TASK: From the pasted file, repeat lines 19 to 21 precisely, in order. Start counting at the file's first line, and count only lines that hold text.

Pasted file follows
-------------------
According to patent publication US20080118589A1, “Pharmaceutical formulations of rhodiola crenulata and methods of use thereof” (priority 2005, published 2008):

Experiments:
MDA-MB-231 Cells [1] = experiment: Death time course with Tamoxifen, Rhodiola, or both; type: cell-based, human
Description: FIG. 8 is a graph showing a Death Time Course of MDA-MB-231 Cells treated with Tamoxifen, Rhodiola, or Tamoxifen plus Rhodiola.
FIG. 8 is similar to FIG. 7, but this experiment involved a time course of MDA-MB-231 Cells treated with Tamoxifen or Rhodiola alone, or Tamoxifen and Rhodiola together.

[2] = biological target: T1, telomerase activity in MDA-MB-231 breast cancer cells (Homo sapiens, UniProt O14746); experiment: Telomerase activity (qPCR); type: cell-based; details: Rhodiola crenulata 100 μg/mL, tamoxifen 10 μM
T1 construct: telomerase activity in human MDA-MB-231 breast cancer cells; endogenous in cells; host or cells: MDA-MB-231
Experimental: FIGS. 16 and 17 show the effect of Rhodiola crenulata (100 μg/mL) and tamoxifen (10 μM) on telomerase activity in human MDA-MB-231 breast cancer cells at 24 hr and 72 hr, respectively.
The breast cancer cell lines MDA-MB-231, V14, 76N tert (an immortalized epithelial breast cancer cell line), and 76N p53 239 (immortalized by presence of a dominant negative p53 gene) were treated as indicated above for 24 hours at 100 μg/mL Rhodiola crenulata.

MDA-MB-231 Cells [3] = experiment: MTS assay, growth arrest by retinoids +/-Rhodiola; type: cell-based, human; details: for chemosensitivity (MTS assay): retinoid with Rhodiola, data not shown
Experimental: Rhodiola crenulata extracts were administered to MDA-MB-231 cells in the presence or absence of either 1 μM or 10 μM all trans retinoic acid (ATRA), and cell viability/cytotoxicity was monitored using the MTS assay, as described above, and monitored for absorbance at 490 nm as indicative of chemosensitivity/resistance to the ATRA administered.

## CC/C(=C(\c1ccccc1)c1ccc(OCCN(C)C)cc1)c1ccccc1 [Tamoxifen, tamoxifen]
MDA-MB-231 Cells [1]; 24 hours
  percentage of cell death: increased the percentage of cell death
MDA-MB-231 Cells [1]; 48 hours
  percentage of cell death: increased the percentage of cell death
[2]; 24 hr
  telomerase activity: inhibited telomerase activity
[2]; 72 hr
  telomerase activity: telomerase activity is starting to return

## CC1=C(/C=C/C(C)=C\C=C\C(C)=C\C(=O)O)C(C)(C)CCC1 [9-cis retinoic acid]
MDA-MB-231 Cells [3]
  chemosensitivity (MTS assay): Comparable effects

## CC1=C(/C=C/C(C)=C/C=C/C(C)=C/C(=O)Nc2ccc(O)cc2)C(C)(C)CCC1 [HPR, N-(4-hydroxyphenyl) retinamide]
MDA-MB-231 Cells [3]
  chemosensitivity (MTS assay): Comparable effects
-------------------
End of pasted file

[2]; 72 hr
  telomerase activity: telomerase activity is starting to return

## CC1=C(/C=C/C(C)=C\C=C\C(C)=C\C(=O)O)C(C)(C)CCC1 [9-cis retinoic acid]